What Are the Benefits of Sleeping In a Noise-Free Environment?

What conditions create an optimal sleep environment? Find out about the benefits of sleeping in a noise free environment.

What Are the Benefits of Sleeping In a Noise-Free Environment?

Are you falling asleep to the soothing sounds of your TV or the buzz and hum of city traffic? If the answer to that question is yes, well, you’re doing this sleeping thing incorrectly. As it turns out, you need silence -- sweet, sweet silence -- to get a good night’s rest. Turns out you get the best night’s rest if you’re sleeping in a noise-free environment, so it’s probably time to change some of those bad habits.

Why Does a Noise Free Environment Matter?

Why, you ask? Well, it’s simple. We respond to external stimuli -- or in other words, noise -- while asleep. Things that sound trivial during the day, like the quiet hum of infomercials, the buzz of the radio, the dripping of a sink, or the bark of a dog, are all pretty disruptive to our sleep, even if we don’t fully wake up and take notice. And, if your brain is on alert, you likely aren’t entering REM cycles -- the deeper sleep cycles that help us feel replenished -- and you’re bound to be groggy the next morning.

What is the Impact On Our Health?

Still, a lack of deep sleep can be more detrimental to your health than simply making you tired. Sleep deprivation can cause physical and mental health problems, injuries, loss of productivity, and a greater risk of death, according to the National Institute of Health.

That includes heart health, too. According to a recent study published in the Noise & Health Journal, there’s a link between nighttime environmental noise exposure and cardiovascular disease, which means that your tossing and turning can affect your heart and not just your temperament. Even more interesting? It’s not just loud disturbances that can do it; low-level noises can have an impact on your heart health, too.

What the Experts Say About Environmental Noise

Even the World Health Organization has weighed in on the benefits of a good night’s rest in a quiet place. WHO estimates that environmental noise from things like trains, planes, and automobiles can cause serious health side effects. In fact, WHO estimates Western Europeans collectively lose 1 million years of healthy life each year due to traffic-related noise. Another study published in Current Biology found that brain rhythms play a role in people's ability to tolerate noise.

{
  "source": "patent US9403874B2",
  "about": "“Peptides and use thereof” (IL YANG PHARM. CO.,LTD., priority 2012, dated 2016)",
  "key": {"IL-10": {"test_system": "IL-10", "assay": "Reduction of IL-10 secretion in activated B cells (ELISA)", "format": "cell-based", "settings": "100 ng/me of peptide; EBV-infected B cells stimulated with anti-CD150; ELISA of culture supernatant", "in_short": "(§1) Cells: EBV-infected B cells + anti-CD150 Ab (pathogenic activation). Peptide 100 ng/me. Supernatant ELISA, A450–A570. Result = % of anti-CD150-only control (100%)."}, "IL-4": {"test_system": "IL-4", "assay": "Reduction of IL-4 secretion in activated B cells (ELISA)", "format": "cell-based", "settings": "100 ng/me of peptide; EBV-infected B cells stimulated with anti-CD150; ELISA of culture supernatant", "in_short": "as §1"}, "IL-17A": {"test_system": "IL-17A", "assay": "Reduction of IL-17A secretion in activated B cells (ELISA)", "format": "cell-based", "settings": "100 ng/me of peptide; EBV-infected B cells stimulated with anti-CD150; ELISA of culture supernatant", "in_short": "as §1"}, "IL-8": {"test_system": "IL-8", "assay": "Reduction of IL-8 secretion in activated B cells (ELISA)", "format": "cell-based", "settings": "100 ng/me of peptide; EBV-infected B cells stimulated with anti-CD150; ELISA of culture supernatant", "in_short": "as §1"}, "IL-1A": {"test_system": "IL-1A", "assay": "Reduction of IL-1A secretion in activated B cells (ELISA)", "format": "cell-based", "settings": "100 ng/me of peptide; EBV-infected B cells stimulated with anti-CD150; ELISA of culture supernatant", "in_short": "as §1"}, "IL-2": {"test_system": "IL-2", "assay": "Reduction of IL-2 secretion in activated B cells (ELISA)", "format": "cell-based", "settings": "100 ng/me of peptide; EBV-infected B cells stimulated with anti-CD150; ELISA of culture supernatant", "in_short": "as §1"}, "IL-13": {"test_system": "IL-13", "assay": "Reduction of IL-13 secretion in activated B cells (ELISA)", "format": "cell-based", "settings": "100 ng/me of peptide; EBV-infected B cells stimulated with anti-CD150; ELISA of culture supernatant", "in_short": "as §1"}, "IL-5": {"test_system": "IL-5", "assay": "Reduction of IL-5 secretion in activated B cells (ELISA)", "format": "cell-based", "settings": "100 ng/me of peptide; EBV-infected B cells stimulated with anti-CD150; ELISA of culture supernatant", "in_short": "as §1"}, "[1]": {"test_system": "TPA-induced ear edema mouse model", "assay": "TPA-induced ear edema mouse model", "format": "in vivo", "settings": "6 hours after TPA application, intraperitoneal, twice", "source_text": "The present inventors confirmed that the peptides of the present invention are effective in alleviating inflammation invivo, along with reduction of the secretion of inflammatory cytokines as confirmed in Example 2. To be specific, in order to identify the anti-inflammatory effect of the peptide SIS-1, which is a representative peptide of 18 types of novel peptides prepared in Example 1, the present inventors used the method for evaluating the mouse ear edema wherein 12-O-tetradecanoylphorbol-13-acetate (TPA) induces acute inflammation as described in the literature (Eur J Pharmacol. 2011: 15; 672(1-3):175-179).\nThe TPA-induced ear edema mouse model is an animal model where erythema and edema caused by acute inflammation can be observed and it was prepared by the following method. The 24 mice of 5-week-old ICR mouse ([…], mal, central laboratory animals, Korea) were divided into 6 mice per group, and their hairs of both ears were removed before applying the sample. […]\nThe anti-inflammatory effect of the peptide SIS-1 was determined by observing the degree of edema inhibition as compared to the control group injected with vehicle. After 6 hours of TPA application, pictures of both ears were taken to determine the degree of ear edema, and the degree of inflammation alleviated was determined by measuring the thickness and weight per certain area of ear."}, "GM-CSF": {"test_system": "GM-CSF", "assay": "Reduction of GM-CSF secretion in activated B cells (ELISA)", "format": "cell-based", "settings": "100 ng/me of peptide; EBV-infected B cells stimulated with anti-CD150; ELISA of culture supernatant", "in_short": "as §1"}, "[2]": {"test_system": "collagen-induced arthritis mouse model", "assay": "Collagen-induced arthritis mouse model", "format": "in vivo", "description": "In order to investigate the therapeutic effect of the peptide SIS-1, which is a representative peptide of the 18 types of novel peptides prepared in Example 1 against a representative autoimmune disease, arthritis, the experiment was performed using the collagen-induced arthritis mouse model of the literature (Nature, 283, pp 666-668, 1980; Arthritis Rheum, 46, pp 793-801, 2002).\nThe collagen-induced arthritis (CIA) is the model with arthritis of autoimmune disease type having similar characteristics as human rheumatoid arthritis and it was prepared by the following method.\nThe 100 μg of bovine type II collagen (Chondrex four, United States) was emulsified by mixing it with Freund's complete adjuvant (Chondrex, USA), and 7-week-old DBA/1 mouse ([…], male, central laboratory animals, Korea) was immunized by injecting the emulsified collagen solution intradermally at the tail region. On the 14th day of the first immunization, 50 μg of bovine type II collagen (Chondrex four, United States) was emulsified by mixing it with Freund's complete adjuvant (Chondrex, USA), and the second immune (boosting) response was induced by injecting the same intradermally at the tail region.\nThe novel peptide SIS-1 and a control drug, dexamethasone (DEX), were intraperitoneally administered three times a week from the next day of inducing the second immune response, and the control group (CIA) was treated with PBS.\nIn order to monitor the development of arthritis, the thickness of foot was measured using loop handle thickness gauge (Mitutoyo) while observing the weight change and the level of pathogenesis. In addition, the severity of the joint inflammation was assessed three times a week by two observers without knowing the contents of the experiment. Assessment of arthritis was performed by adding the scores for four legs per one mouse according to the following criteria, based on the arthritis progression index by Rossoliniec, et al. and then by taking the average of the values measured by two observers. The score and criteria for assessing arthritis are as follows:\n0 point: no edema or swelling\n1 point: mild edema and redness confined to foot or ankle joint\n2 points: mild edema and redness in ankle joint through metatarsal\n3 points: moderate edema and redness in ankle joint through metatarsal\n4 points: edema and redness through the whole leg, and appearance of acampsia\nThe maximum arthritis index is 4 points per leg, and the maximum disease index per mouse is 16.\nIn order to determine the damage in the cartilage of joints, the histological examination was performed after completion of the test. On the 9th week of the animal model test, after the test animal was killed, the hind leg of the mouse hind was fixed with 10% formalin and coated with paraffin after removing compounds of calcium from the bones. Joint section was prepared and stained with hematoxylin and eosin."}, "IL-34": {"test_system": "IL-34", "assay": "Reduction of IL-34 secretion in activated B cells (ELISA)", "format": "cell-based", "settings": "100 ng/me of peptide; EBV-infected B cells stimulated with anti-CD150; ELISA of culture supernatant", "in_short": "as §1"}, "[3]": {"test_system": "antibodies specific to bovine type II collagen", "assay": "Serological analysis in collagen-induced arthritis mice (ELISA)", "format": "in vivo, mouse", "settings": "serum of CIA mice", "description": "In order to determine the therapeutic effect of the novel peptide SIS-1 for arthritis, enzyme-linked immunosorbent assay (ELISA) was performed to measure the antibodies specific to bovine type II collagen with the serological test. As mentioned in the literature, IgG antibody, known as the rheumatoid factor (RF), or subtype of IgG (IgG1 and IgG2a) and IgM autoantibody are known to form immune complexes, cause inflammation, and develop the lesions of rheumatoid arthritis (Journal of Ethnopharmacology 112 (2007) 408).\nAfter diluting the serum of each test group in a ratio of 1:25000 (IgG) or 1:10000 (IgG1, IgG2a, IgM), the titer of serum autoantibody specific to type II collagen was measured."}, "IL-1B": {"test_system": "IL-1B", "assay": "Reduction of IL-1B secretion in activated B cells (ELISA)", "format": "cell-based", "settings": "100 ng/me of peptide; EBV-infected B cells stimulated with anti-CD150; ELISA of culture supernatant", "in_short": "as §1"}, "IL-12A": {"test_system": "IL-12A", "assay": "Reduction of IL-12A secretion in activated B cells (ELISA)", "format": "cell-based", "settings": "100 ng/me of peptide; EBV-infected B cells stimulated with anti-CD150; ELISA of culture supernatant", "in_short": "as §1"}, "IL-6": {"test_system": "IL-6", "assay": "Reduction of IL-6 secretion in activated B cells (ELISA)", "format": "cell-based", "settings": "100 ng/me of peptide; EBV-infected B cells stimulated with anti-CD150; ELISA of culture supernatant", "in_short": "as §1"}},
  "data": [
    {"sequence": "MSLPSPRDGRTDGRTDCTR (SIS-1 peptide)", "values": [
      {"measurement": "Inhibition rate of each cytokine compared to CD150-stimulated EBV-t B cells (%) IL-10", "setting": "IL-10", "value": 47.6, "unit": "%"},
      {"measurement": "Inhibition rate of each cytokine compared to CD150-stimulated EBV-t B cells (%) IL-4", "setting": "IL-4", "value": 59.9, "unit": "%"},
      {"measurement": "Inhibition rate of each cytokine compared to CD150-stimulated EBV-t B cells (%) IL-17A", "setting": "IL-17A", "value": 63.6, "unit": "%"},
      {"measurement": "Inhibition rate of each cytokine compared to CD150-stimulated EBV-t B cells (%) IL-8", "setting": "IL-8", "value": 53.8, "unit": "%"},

So, there are clearly plenty of health repercussions to sleeping in a room surrounded by noise, but on the flip side, there are plenty of benefits to sleeping in a room devoid of noise:

  • Healthy brains, healthy bodies: Your body is supporting healthy brain function and maintain your physical health during sleep, so creating an optimal noise-free environment will help facilitate that. In fact, sleep is involved in healing and repairing your heart and regulating insulin levels, and even your immune system relies on it.
  • Growing and developing: Sleep helps support growth and development in teens and kids, which is why it’s so important for young’uns to get a good night’s rest.
  • Daytime performance: If you want to be safe and alert during the day, getting some deep sleep in a noise-free environment will help facilitate that. People who sleep well are more productive, have quicker reaction times, and make fewer mistakes.

So, to get that optimal sleep, you need to create an environment that limits noise disturbances.

It’s important to minimize inside noise, which is the easiest type to control. Here are some ways to do that:

  • White noise: White noise, like the sound of a fan, air purifier, or other soothing sounds, can actually help cancel out that disturbing outside noise, and it can be really helpful for kids, who often need to drown out the buzz of noise from the adults who are still awake.
  • Chore reprieve: Some of the noisiest disturbances come from your household appliances, so try to run the washing machine or dishwasher well before you lay your head on your pillow. If you can’t tackle it early, it might be wise to wait until the next day to do it.
  • Furniture buffer: There are indoor noises you might not be able to drown out -- like the ones that come from neighboring apartments or shared walls -- but you can create a sound buffer if you place large furniture (not your bed!) against those walls.
  • Turn it off: That means TVs, ice makers, phones, and other devices. Shut them down, put them on silent, or throw them out the window. However, you have to take care of it.
  • Earbuds: And that doesn’t mean AirPods. Buy some noise canceling earplugs if you’re sharing a bed or room with a snorer. It’ll save your sanity, and maybe even your heart.

Resources — World Health Organization, Current Biology, Sleep Foundation